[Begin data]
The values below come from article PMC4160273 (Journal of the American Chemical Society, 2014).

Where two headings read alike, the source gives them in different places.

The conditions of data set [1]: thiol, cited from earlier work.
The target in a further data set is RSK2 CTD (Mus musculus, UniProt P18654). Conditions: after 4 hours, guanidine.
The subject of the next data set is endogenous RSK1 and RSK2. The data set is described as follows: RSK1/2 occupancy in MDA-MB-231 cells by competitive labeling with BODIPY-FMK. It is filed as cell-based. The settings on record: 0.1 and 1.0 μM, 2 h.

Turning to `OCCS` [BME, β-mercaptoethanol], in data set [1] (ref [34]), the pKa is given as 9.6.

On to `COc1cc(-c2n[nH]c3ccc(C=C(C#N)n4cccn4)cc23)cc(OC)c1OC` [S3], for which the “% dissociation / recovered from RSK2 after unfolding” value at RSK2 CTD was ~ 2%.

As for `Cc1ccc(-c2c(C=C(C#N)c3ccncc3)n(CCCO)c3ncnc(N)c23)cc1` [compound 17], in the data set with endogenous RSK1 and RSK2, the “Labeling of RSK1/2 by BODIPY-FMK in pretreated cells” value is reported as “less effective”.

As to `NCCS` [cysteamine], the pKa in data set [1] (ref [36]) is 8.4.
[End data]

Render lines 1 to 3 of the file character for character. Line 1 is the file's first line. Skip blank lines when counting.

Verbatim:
The values below come from article PMC4160273 (Journal of the American Chemical Society, 2014).

Where two headings read alike, the source gives them in different places.

The conditions of data set [1]: thiol, cited from earlier work.